Armenian PM Says Army Demand for His Resignation Amounts To ‘Attempted Coup’
Story Code : 918317
The controversial armistice agreement, brokered by Moscow and signed in December last year, gave Azerbaijan control over swathes of territory in the region that Armenians had de facto controlled since the 1990s. The military humiliation has seriously undermined Pashinyan’s authority in Yerevan and sparked a wave of protests.
As part of a joint statement issued on Thursday, the General Staff of the Armed Forces, as well as commanders of a number of large military brigades, said that the embattled PM should resign. “The ineffective management of the current authorities and the most serious mistakes in foreign policy led the country to the brink of death,” military chiefs wrote.
The move comes after Armenian President Armen Sarkissian dismissed the first deputy chief of the General Staff, Tiran Khachatryan, from his post at Pashinyan’s request. The politician had faced criticism from the general over his recent claims that Russian-made Iskander missile systems had failed during the war with Azerbaijan, or exploded in only 10 percent of cases.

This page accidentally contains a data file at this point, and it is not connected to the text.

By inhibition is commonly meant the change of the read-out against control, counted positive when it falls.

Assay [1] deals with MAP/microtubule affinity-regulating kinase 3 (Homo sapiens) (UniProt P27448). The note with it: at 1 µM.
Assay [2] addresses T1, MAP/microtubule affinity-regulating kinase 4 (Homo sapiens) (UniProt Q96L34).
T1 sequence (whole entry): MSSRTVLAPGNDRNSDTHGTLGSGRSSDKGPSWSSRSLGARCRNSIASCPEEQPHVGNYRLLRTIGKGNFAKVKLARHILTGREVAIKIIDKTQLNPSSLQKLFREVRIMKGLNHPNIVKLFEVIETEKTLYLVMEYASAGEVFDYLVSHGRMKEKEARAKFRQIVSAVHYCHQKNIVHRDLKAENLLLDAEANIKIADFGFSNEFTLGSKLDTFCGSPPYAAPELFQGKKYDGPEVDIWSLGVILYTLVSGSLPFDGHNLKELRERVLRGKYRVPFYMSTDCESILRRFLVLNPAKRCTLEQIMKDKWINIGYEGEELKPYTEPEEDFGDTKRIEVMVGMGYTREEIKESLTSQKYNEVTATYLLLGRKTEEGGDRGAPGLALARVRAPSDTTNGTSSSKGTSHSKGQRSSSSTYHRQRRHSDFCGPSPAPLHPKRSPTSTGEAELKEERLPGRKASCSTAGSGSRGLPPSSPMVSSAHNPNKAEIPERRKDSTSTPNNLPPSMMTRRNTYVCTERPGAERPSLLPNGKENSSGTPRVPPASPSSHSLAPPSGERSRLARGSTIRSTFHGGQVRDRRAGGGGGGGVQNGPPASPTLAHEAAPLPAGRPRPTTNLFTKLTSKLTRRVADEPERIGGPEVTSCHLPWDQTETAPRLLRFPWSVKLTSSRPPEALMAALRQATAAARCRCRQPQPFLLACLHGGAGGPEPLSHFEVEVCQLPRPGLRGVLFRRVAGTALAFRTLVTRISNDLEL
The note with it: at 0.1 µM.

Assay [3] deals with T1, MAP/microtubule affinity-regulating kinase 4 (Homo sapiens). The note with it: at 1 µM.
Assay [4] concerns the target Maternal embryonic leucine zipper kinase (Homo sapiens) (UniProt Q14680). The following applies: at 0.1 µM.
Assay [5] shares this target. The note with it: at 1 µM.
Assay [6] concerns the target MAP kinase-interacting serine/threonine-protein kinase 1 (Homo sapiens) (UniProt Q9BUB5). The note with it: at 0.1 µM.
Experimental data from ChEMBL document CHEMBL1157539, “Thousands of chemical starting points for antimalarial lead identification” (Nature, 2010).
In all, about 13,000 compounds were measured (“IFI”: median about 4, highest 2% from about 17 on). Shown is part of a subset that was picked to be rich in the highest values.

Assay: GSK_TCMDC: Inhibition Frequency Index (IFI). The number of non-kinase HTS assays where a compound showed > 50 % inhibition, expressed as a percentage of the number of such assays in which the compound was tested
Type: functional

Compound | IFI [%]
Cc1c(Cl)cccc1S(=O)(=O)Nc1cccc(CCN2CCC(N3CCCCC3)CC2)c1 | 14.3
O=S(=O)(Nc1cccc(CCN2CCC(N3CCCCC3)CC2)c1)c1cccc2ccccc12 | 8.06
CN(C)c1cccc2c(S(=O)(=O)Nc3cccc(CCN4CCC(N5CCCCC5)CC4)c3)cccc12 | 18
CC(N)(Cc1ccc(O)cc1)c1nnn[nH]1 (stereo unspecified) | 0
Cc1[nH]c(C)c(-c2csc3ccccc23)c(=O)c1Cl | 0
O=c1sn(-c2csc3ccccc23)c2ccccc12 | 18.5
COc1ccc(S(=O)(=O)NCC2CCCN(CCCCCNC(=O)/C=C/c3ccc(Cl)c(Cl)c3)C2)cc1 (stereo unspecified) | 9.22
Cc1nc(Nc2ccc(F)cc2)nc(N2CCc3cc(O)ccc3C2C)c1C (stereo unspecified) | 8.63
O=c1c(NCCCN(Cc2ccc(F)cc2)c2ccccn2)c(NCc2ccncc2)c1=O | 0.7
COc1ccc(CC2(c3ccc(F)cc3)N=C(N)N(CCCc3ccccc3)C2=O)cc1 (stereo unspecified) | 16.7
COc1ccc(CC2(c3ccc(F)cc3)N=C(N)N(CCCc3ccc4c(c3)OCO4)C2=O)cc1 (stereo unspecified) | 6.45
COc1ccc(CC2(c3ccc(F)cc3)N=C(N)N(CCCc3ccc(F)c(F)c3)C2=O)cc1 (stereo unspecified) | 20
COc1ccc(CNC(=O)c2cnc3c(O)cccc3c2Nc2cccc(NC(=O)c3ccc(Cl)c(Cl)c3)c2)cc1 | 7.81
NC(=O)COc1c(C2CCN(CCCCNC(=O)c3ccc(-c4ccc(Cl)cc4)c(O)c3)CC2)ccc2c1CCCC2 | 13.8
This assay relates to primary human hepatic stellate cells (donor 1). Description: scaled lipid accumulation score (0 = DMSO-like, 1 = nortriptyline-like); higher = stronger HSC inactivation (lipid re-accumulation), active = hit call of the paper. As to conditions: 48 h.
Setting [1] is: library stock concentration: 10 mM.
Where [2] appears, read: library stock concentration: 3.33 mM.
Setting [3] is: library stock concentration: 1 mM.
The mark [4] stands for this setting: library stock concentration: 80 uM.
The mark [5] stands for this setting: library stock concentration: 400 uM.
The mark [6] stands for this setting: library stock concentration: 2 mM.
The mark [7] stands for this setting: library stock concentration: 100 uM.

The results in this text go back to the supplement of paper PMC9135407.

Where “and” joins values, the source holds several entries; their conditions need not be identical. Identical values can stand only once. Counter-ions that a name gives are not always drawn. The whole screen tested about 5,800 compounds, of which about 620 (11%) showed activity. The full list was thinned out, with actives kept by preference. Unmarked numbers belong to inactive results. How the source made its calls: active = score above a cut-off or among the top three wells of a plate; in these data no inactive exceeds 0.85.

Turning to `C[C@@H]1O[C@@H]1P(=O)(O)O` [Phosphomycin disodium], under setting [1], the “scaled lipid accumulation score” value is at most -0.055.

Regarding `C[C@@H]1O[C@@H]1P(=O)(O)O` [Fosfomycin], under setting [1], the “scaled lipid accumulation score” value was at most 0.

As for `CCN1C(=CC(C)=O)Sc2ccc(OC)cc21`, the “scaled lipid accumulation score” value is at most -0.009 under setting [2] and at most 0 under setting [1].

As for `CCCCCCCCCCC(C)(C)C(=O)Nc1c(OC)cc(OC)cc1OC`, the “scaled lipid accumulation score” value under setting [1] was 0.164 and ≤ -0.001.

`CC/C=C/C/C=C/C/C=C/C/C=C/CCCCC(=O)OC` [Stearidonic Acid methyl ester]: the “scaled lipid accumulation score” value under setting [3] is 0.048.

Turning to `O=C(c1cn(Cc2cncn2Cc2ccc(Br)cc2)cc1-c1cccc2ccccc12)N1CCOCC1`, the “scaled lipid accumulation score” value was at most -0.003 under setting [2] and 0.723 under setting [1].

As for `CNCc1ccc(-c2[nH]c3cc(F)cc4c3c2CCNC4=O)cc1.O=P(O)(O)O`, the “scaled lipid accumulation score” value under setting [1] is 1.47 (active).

“This is impossible,” Khachatryan argued. “Sorry, but this isn’t serious.”
Russia has also slammed the claims about the rocket system, which Pashinyan suggested was a “weapon of the 1980s.” Viktor Zavarzin, the deputy chairman of a committee on defense and security in parliament in Moscow, hit back, arguing that “the Iskander is a highly precise weapon, which has repeatedly been proved during military exercises.” Pashinyan’s insinuations, he argued, are “a complete lie.”
Interfax reported on Thursday morning that opposition activists had begun blocking traffic on a number of central avenues in the capital, as well as preventing metro trains from departing stations.
Pashinyan, who rose to power on a pro-Western agenda in 2018, has asked his supporters to take to the streets in Yerevan and gather at the Republic Square in the center of the city.